Gov’t spending to increase - Makuza

KIGALI - In a bid to meet its goals and targets, the government is set to increase spending over the next seven years by scaling up the national budget mainly through domestic funding and donor support. Addressing the press a day after unveiling the government roadmap, Prime Minister Bernard Makuza said that the country’s budget has been increasing tremendously since 2003 as the government continues to pursue the economic transformation of the country.
Prime Minister Bernard Makuza (L) with Ministers Protais Musoni (C) and Charles Murigande read through the 2010-2017 Government roadmap paper yesterday. (Photo J Mbanda)
Prime Minister Bernard Makuza (L) with Ministers Protais Musoni (C) and Charles Murigande read through the 2010-2017 Government roadmap paper yesterday. (Photo J Mbanda)

KIGALI - In a bid to meet its goals and targets, the government is set to increase spending over the next seven years by scaling up the national budget mainly through domestic funding and donor support.

Addressing the press a day after unveiling the government roadmap, Prime Minister Bernard Makuza said that the country’s budget has been increasing tremendously since 2003 as the government continues to pursue the economic transformation of the country.

“If you look back in 2003, the national budget was about Rwf234bn, but today, districts alone spend that much. This year’s budget is about Rwf986bn which shows that the budget has increased by four times,” Makuza said.

“With a number of productive sectors going up, particularly in the private sector, we are projecting an increase in revenues as well as increased domestic financing of the national budget. Donor funding is equally important. When donors recognise what we are doing, they develop the confidence and continue supporting us”.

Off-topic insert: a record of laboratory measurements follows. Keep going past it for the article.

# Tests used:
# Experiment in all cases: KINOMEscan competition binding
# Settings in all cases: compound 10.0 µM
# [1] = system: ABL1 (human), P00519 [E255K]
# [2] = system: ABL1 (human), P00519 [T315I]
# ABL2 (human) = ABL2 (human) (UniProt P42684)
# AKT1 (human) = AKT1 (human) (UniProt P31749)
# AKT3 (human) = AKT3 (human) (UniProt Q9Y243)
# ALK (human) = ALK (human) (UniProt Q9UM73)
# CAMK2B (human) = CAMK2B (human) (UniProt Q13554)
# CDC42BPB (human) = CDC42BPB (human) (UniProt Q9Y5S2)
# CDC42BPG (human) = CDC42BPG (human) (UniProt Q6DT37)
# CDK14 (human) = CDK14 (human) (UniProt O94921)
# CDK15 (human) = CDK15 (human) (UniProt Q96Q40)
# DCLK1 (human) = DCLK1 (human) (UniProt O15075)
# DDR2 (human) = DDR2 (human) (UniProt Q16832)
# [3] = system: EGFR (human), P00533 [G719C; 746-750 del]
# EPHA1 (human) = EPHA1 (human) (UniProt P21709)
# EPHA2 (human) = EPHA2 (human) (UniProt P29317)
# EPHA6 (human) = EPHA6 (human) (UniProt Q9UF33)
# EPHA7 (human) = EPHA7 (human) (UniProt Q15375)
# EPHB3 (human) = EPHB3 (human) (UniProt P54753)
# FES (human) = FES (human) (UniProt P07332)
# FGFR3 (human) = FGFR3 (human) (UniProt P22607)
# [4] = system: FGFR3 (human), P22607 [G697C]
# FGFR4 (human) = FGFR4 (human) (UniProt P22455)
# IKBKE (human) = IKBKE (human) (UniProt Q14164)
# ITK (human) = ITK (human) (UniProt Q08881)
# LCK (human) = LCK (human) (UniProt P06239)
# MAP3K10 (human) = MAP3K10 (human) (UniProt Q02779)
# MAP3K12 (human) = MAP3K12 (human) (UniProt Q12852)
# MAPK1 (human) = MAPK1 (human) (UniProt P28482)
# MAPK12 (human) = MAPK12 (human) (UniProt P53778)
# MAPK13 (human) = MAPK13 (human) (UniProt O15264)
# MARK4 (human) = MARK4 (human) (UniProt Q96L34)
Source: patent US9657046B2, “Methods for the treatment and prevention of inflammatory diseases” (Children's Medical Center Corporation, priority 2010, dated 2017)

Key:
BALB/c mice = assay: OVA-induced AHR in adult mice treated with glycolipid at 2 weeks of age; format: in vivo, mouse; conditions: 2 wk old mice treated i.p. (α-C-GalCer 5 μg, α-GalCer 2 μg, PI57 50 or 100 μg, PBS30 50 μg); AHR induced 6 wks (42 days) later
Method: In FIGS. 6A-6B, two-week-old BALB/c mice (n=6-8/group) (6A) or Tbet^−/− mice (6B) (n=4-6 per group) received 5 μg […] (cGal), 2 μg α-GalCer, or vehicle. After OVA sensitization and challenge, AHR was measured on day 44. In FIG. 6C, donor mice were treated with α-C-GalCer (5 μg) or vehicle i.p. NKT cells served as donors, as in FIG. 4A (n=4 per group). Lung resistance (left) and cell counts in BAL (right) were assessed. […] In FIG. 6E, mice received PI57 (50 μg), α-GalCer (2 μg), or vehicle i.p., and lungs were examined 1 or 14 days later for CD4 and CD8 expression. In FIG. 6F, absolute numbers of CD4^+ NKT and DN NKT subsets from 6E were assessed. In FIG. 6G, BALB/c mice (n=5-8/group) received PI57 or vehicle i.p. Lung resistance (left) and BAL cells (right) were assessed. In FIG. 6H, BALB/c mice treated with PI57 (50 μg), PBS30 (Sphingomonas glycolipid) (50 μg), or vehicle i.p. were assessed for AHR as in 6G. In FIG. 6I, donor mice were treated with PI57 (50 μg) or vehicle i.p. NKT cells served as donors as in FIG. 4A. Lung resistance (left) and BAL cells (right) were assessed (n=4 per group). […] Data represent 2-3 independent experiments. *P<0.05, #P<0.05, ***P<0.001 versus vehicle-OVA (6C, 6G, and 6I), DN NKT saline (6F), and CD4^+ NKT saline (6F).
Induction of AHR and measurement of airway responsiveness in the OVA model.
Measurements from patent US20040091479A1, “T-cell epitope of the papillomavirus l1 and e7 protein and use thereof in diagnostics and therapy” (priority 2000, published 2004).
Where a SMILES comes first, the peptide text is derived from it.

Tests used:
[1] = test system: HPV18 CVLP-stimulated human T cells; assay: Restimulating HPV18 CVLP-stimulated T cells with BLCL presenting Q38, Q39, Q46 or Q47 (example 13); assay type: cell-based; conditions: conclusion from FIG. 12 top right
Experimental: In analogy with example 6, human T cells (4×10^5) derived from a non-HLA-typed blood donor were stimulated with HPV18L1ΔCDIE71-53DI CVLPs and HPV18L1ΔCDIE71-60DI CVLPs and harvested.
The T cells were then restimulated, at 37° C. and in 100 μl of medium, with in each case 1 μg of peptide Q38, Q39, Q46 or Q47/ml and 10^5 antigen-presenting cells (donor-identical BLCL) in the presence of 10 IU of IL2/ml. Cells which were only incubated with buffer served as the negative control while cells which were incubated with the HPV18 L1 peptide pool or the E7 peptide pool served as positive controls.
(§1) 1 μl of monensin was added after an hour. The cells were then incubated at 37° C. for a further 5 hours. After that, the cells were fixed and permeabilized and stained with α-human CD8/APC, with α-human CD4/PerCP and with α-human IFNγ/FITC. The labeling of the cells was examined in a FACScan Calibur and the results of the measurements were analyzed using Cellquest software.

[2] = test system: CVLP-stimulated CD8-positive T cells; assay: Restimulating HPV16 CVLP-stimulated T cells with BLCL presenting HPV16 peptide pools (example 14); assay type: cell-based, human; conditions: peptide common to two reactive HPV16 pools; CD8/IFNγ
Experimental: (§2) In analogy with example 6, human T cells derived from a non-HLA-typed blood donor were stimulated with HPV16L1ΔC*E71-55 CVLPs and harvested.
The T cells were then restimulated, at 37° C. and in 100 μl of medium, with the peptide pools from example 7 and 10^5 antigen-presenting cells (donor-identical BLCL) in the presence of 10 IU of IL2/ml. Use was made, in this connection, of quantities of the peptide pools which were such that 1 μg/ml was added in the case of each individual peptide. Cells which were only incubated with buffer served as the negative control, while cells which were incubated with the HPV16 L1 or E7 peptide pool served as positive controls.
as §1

The PM who was flanked by several ministers, including the ministers of finance, infrastructure, justice and education, said that despite the fact that government spending will be going up, Rwandans will not be burdened by taxes to meet the high spending.

Makuza added that the country will continue to borrow from the World Bank and other International Banks to finance projects, adding that international institutions have confidence in the country because it pays back the money and that it is trusted on accountability.

“We cannot tax our people by force. The government will still maintain a certain group of people with a certain level of incomes. In the past, people would be forced to pay taxes even when they would be carrying their food crops to the market, but that is no longer acceptable.

“However, paying taxes should be everyone’s commitment, from business owners to services providers and workers. No one should evade taxes because this is one way for us to liberate ourselves from aid, each one of us should contribute,” he said.

On Wednesday, Makuza unveiled a 7-year programme where major focus will be put on fast tracking socio-economic development to transform the country into a middle income nation by 2017.